The Department for Energy and Climate Change (DECC) has formally announced on its website its intention to close the Renewable Obligation (RO) to onshore wind projects as of 1 April 2016 – just over 9 months away.
This has been widely foreseen by the industry, and was the subject of a news post on Prospect’s site of 11 June 2015.
The DECC announcement (link below) does not give specifics, however it talks of grace periods for projects that have a grid connection agreement, planning consent and evidence of land rights.
This is very similar to the initial grace period offerings in the consultation to close the RO to large-scale solar PV generators published in May of last year, which were the subject of a Judicial Review (JR) challenge by a consortium of industry stakeholders in a case run by Prospect Law. The JR challenge against the solar consultation is currently awaiting a hearing in the Court of Appeal.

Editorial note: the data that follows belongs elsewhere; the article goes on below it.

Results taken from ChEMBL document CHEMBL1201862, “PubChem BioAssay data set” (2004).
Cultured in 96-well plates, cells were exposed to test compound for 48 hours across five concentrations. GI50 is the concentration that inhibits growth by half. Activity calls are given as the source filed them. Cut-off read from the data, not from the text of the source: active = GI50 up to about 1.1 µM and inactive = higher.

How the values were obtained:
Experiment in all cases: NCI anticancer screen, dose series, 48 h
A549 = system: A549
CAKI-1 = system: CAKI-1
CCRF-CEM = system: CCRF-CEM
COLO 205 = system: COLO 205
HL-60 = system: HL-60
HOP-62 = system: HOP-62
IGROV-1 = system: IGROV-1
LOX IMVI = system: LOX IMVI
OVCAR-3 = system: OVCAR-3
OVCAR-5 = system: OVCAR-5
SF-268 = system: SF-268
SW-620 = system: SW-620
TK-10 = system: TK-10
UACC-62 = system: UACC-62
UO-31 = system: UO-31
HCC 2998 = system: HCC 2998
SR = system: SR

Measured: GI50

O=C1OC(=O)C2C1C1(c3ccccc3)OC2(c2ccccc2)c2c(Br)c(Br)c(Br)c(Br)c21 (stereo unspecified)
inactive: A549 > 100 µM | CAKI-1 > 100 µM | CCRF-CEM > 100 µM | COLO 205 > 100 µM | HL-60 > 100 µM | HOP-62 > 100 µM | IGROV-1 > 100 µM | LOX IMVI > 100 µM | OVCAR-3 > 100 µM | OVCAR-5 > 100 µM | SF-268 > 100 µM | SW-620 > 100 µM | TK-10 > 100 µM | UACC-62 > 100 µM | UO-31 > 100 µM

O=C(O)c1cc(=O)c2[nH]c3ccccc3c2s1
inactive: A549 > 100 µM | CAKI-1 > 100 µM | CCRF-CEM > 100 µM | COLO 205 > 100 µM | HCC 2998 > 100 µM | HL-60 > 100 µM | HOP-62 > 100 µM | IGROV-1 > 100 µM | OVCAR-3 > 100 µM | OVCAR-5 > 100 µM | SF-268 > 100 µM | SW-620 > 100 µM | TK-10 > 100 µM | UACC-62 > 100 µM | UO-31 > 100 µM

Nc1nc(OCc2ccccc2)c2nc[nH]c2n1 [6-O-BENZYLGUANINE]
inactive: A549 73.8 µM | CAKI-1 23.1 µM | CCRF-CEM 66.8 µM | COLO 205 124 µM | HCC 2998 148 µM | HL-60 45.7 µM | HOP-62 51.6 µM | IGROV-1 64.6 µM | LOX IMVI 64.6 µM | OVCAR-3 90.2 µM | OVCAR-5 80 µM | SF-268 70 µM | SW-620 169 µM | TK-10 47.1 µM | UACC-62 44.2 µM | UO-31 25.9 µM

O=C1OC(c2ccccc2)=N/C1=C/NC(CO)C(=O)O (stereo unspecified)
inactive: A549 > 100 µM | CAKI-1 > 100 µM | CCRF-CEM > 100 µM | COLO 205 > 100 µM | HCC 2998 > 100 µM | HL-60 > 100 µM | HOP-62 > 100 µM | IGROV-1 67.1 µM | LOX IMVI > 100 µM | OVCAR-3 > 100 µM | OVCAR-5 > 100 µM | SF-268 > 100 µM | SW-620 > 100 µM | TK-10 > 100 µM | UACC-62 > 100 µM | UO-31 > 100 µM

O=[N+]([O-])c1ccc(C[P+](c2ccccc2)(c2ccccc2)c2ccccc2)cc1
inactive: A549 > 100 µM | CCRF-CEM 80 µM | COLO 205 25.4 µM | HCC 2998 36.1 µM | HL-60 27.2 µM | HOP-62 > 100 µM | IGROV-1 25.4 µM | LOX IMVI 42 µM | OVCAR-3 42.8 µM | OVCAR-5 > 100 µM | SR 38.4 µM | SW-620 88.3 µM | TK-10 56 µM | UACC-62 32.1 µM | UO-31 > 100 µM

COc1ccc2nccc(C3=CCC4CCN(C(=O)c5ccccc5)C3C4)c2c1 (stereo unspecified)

We will know more when the consultation on this proposal is published, but it is fully expected that DECC will continue with its retrospective approach that any grace period requirements are met on the date the consultation is published, as was seen with both the May 2014 solar PV consultation and the December 2014 biomass conversion consultations. The legality of this approach remains highly controversial and subject to future legal rulings.
Prospect Law are speaking to a number of onshore wind industry stakeholders in relation to this latest announcement about possible court action by way of a JR challenge.
We will write more when the details become available.
For more information, please contact Edmund Robb on 07930 397531, or by email on: email@example.com.